Washington, DC – The Bipartisan Policy Center currently projects that, absent congressional action, the debt limit “X Date”— the day when the federal government can no longer meet all its obligations in full and on time—will likely arrive in summer or early fall of 2023. BPC’s range takes into account newly available data from the Congressional Budget Office and the Treasury Department.
Beyond usual fluctuations in government cash flows, the X Date’s timing will depend heavily on 2022 tax collections in a fragile post-pandemic economy with low unemployment, persistent inflation, and recession fears. Indeed, if tax season revenues fall far short of expectations, there could even be a “too close for comfort” situation prior to quarterly tax receipts due on June 15.
“Today’s X Date range reflects, in part, the considerable uncertainty in our nation’s current economic outlook,” said Shai Akabas, BPC director of economic policy. “Policymakers have an opportunity now to inject certainty into the U.S. and global economy by beginning, in earnest, bipartisan negotiations around our nation’s fiscal health and taking action to uphold the full faith and credit of the United States well before the X Date.”
It is noteworthy that BPC is providing estimates earlier than usual this year —roughly five months from the start of BPC’s X Date range—to maximize the time policymakers have to act. The government is projected to spend more than $3 trillion and take in approximately $2.5 trillion between February and June 2023. Variation of a few hundred billion dollars in either direction would not be shocking, yet would markedly affect the X Date. As a result, the projection window is wider than usual, but will narrow as it gets closer.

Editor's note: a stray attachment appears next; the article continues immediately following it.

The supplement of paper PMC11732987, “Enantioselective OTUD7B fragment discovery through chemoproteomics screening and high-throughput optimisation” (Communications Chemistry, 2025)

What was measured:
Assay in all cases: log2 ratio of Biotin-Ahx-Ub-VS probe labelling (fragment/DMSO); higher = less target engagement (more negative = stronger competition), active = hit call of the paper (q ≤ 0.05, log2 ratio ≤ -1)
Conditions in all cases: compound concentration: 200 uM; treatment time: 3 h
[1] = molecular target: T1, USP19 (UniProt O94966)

“I am optimistic that today’s projection provides Congress and President Biden with a window of opportunity to come together and work out a deal,” said Akabas. “They owe it to every hardworking American and small business owner to avoid the costs and risks associated with dragging this out to the 11th hour.”
This year’s deadlock comes on the heels of congressional action in 2021 to raise the debt limit to $31.4 trillion. On January 19, 2023, the Treasury Department bumped up against this limit, thereby exhausting its traditional borrowing authority. At that point, Treasury Secretary Janet Yellen notified Congress that Treasury would begin deploying so-called “extraordinary measures” to allow the federal government to continue paying the bills. Her letter stated that those measures and existing cash on hand would sustain government operations through at least early June 2023.
If not resolved in a timely manner, this year’s debt limit showdown could lead to further downgrades of the United States’ credit rating and broad economic disruption. Although Congress has thus far avoided the worst outcomes by increasing or suspending the debt limit before reaching the X Date, previous debt limit episodes have imposed real costs on Americans. Taxpayers have been on the hook for increased interest payments on the federal debt, and investors have doubted the creditworthiness of the U.S. government. In fact, interest rates on short-term Treasury securities that mature this summer have already started to rise, demonstrating a degree of concern in the market.
BPC will update its projections throughout the year as the data warrants.
Shai Akabas is available for comment.